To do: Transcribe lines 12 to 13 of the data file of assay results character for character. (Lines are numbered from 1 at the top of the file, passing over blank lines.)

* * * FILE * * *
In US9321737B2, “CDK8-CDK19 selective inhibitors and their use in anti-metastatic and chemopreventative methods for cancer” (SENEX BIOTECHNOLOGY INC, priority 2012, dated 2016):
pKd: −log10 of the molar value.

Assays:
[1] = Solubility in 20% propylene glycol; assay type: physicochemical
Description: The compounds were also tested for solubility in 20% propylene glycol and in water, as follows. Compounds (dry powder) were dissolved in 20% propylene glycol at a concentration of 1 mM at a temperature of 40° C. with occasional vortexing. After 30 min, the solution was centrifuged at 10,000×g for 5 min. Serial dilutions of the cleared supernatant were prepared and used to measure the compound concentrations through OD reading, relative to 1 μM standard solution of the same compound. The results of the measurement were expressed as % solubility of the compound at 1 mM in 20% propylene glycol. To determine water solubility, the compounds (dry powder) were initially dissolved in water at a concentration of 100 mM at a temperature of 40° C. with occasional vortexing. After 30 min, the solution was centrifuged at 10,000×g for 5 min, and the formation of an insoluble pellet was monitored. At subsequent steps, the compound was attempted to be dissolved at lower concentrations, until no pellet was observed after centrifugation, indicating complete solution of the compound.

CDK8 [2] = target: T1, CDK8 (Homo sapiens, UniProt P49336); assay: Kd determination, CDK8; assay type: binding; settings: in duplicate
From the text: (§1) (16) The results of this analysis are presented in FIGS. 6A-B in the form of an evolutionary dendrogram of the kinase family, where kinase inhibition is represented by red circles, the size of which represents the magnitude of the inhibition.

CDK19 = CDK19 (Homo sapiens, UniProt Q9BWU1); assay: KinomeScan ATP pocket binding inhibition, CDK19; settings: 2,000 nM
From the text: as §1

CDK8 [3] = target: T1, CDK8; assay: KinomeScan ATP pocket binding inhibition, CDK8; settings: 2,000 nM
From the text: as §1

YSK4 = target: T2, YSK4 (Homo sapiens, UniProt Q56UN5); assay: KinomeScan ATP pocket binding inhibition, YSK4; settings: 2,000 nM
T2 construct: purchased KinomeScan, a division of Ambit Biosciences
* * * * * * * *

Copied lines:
YSK4 = target: T2, YSK4 (Homo sapiens, UniProt Q56UN5); assay: KinomeScan ATP pocket binding inhibition, YSK4; settings: 2,000 nM
T2 construct: purchased KinomeScan, a division of Ambit Biosciences